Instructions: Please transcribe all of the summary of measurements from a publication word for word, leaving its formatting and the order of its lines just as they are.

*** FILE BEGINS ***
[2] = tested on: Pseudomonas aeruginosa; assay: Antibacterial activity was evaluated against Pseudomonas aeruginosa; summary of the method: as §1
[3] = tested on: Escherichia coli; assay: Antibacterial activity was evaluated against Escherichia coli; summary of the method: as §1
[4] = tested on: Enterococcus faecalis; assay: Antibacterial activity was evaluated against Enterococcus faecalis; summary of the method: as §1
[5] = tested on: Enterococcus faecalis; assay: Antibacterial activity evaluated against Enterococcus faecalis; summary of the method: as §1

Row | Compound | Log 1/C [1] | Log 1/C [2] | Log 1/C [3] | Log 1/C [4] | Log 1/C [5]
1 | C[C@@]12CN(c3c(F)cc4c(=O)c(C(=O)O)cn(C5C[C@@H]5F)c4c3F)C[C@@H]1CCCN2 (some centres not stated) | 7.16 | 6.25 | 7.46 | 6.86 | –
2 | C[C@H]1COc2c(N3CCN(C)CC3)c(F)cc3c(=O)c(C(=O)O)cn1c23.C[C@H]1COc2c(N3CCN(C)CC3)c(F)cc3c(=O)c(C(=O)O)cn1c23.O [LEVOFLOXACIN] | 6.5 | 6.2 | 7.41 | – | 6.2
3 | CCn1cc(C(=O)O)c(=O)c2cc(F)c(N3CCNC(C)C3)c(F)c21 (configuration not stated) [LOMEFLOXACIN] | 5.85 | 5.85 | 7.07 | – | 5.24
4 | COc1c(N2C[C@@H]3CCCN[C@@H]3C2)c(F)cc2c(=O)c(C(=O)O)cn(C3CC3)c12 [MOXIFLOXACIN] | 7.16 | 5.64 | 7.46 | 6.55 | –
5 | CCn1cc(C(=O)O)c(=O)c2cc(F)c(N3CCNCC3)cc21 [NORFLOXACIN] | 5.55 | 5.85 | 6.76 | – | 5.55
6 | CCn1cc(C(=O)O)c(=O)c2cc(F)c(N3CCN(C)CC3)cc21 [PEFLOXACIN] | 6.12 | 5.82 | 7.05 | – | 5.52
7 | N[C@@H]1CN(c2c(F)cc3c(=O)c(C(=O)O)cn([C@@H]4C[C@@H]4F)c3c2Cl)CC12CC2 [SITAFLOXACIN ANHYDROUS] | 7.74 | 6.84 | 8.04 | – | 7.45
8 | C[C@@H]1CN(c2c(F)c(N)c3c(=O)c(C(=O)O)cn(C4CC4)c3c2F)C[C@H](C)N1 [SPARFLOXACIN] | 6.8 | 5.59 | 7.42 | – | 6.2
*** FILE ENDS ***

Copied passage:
[2] = tested on: Pseudomonas aeruginosa; assay: Antibacterial activity was evaluated against Pseudomonas aeruginosa; summary of the method: as §1
[3] = tested on: Escherichia coli; assay: Antibacterial activity was evaluated against Escherichia coli; summary of the method: as §1
[4] = tested on: Enterococcus faecalis; assay: Antibacterial activity was evaluated against Enterococcus faecalis; summary of the method: as §1
[5] = tested on: Enterococcus faecalis; assay: Antibacterial activity evaluated against Enterococcus faecalis; summary of the method: as §1

Row | Compound | Log 1/C [1] | Log 1/C [2] | Log 1/C [3] | Log 1/C [4] | Log 1/C [5]
1 | C[C@@]12CN(c3c(F)cc4c(=O)c(C(=O)O)cn(C5C[C@@H]5F)c4c3F)C[C@@H]1CCCN2 (some centres not stated) | 7.16 | 6.25 | 7.46 | 6.86 | –
2 | C[C@H]1COc2c(N3CCN(C)CC3)c(F)cc3c(=O)c(C(=O)O)cn1c23.C[C@H]1COc2c(N3CCN(C)CC3)c(F)cc3c(=O)c(C(=O)O)cn1c23.O [LEVOFLOXACIN] | 6.5 | 6.2 | 7.41 | – | 6.2
3 | CCn1cc(C(=O)O)c(=O)c2cc(F)c(N3CCNC(C)C3)c(F)c21 (configuration not stated) [LOMEFLOXACIN] | 5.85 | 5.85 | 7.07 | – | 5.24
4 | COc1c(N2C[C@@H]3CCCN[C@@H]3C2)c(F)cc2c(=O)c(C(=O)O)cn(C3CC3)c12 [MOXIFLOXACIN] | 7.16 | 5.64 | 7.46 | 6.55 | –
5 | CCn1cc(C(=O)O)c(=O)c2cc(F)c(N3CCNCC3)cc21 [NORFLOXACIN] | 5.55 | 5.85 | 6.76 | – | 5.55
6 | CCn1cc(C(=O)O)c(=O)c2cc(F)c(N3CCN(C)CC3)cc21 [PEFLOXACIN] | 6.12 | 5.82 | 7.05 | – | 5.52
7 | N[C@@H]1CN(c2c(F)cc3c(=O)c(C(=O)O)cn([C@@H]4C[C@@H]4F)c3c2Cl)CC12CC2 [SITAFLOXACIN ANHYDROUS] | 7.74 | 6.84 | 8.04 | – | 7.45
8 | C[C@@H]1CN(c2c(F)c(N)c3c(=O)c(C(=O)O)cn(C4CC4)c3c2F)C[C@H](C)N1 [SPARFLOXACIN] | 6.8 | 5.59 | 7.42 | – | 6.2